Chapter 5 zooms in on the building that is most famously associated with Engelberg – the abbey church of Sts Ulrich and Afra in Augsburg, begun in 1474/5 under Valentin Kindlin, but continued under Engelberg’s supervision from about 1477 onwards. A Benedictine foundation, and shrine to numerous local saints, the compound experienced an intellectual Renaissance in the wake of the so-called Melk Monastic Reform during the second half of the fifteenth century. Bischoff’s substantial examination of the abbey’s new church – his architect’s ‘Hauptwerk’ – shows how architecture and monastic ideology could be inextricably interwoven. With its lay-out wrapped around the funerary topography of its Romanesque predecessor – and thereby accomodating the abbey’s recent need to promote its own hagiographical past – Engelberg’s church is a large, three-aisled basilica with ‘internalized transepts’, measuring nearly 100m in total length. Like other Augsburg churches, Sts Ulrich and Afra was primarily constructed from brick, with only the aesthetically pronounced or semantically elevated parts being made from expensive ashlar stone. These components included windows, exterior gables, vaults, portals and furnishings, such as the complex, microarchitectural baldachin over the tomb of the Carolingian bishop Simpertus, who, thanks to the efforts of the current abbots, had finally been canonized in 1468.
The following chapter (6) provides an in-depth analysis of the working methods of both Engelberg and the late Gothic master mason in general. Bischoff presents evidence for Engelberg’s possible use of three-dimensional architectural models for the demonstration of his plans to his patrons. Hans Hieber’s wooden model for the pilgrimage church of the Schöne Maria in Regensburg, of 1519/21 (Regensburg, Stadtmuseum), gives an approximate idea of what such a scaled-down prototype might have looked like. There also is a section on the interconnectedness between architecture and metalwork, and the often collaborative role both crafts played in the design particularly of miniaturized architecture, such as portals, fonts, choir screens and sacrament houses; between 1503 and 1508, for instance, Engelberg supervised the erection of the no longer extant sacrament house of St Maurice in Augsburg, a piece of liturgical small-scale architecture of possibly considerable proportions, for which the Augsburg goldsmith Jörg Seld supplied the necessary plans. In the thematic context of this chapter it is perhaps unfortunate that Bischoff was obviously unaware of this reviewer’s own dissertation, which deals with the problem of cross-media fertilization in extenso, also in relation to Engelberg’s workshop and entourage (Staging the Eucharist: Late Gothic Sacrament Houses in Swabia and the Upper Rhine, University of London, 1996).
Bischoff’s narrative closes with a series of brief biographies of the most eminent members of Engelberg’s workshop (Chapter 7). One of them was the able and trusty Lienhard Aeltlin, who had already assisted (and often represented) Engelberg while working on Ulm Minster, and who continued to supervise building activities there after Engelberg’s death. Probably the most outstanding Parlier of Engelberg’s lodge was Stephan Weyrer, who was appointed ‘Stadtwerkmeister’ of Nördlingen in 1507, and who, among other architectural projects in that city, completed the immense hall church of St Georg, for which Engelberg had supplied the complex vault designs in 1495. Hardcore architectural historians will be pleased to know that this chapter terminates with a contextual assessment of the mason’s marks used in Engelberg’s shop (over two hundred are listed in the appendix). The author’s discussion of this physical evidence is exemplary, both in its historiographical astuteness, and in its critical interpretation of these marks as practical tools for the architectural scholar.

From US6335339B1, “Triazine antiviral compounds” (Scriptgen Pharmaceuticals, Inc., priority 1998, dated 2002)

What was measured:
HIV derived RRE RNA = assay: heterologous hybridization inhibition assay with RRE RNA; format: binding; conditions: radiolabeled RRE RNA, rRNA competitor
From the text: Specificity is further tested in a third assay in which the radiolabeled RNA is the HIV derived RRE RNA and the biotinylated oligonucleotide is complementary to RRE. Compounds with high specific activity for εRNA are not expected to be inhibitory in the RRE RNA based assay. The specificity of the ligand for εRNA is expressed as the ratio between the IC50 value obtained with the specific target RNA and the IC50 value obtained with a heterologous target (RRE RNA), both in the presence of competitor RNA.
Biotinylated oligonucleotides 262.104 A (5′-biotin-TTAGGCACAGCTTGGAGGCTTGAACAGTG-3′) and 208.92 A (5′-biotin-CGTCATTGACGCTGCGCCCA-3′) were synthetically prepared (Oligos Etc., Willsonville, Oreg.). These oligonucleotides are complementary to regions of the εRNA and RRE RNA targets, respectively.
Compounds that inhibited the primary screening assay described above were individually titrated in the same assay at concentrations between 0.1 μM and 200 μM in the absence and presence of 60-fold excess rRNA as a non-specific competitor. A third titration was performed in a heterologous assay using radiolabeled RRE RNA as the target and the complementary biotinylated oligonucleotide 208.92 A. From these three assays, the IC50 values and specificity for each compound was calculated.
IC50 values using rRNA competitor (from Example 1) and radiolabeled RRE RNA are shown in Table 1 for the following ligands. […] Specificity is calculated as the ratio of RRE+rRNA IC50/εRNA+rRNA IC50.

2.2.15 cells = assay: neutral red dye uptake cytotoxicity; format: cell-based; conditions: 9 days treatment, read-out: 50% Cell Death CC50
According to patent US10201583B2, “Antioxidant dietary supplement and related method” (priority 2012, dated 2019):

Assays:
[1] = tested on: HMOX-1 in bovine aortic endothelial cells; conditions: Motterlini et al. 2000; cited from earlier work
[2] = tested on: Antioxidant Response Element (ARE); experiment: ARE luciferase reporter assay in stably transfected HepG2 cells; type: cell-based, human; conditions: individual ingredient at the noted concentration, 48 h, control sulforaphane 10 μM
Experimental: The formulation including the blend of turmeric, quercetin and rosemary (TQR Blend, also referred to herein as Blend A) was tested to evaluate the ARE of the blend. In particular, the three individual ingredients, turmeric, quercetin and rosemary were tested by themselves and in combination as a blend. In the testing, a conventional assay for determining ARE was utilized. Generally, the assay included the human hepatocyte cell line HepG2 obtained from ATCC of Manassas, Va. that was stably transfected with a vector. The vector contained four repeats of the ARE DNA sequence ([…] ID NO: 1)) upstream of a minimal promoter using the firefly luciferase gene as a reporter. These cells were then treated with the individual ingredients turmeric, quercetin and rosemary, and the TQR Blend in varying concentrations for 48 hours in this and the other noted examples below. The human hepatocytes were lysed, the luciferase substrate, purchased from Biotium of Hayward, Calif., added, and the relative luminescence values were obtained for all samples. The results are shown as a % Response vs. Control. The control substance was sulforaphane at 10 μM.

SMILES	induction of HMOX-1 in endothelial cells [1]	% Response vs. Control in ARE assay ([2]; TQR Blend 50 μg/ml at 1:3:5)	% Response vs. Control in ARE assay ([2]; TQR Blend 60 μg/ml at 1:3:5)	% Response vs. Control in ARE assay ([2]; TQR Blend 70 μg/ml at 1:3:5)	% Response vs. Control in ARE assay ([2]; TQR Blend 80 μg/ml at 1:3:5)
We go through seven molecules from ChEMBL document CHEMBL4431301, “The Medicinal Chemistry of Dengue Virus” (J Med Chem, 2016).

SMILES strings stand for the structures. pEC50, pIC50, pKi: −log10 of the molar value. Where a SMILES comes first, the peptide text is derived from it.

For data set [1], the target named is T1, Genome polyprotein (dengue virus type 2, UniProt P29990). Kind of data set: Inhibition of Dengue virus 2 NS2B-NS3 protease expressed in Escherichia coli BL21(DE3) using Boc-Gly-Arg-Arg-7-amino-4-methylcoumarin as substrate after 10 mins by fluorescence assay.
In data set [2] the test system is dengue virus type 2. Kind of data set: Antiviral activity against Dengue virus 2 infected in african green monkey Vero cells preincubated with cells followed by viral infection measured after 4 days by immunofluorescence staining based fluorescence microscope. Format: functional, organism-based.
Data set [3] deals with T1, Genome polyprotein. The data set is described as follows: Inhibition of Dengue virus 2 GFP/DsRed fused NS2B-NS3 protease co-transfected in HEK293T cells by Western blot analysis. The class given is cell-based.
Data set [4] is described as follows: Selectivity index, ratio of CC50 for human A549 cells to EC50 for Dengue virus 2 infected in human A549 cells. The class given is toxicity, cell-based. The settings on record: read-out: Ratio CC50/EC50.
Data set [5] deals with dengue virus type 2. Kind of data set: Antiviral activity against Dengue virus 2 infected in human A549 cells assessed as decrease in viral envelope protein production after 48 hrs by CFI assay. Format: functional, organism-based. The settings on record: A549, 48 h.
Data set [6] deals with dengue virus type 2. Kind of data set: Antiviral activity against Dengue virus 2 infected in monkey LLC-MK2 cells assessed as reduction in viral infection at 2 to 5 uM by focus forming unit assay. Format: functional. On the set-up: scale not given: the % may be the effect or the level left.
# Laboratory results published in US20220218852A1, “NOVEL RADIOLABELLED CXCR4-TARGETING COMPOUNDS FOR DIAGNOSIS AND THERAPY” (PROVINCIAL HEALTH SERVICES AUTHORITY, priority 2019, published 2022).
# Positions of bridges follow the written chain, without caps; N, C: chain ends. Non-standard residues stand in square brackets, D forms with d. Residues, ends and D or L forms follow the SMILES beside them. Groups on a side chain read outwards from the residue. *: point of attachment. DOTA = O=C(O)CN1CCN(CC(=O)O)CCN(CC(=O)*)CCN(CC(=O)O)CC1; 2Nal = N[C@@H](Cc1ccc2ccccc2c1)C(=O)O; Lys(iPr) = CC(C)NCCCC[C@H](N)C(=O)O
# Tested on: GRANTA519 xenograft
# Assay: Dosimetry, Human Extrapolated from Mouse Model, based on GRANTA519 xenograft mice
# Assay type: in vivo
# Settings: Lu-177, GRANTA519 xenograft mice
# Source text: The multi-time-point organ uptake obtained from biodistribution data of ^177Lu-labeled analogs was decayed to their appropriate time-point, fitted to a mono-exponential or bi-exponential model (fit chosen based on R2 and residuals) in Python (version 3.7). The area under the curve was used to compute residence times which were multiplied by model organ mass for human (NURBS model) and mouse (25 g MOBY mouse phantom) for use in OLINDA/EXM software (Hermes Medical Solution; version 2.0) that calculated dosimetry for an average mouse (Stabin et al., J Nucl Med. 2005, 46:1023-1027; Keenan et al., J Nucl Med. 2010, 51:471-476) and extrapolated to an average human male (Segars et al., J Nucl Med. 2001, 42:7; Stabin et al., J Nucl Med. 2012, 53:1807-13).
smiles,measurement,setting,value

This is an important book, not only for its groundbreaking research on an unjustly neglected architect and the contemporary contingencies of his trade, but also for its broad, interdisciplinary perspective and methodological versatility. As such, the study furnishes a corrective to the current discourse on late medieval German architecture, which, apart from a few notable exceptions, appears to have relapsed into a state of (often unreflected) Wölfflinian formalism. Other than appealing to the architectural historian, Bischoff’s findings should also be of interest to all those with a professional focus on the arts of southern Germany during the last decades before the Reformation. One warning must however be issued: The book’s ca. 2,500 footnotes and long quotations from original documents (in the main text!) will defeat the casual reader, demanding a good deal of work and stamina. The reviewer certainly has found this scholarly tribulation both pleasant and worthwhile, and is confident that other readers will agree with him in this. He is also looking forward to the author’s next project, an examination of medieval masons’ contracts, which promises to be at least as all-encompassing as the present tome. According to Bischoff’s own words, his working database already contains about five hundred such documents.
Getty Postdoctoral Fellow
Humboldt Universität, Berlin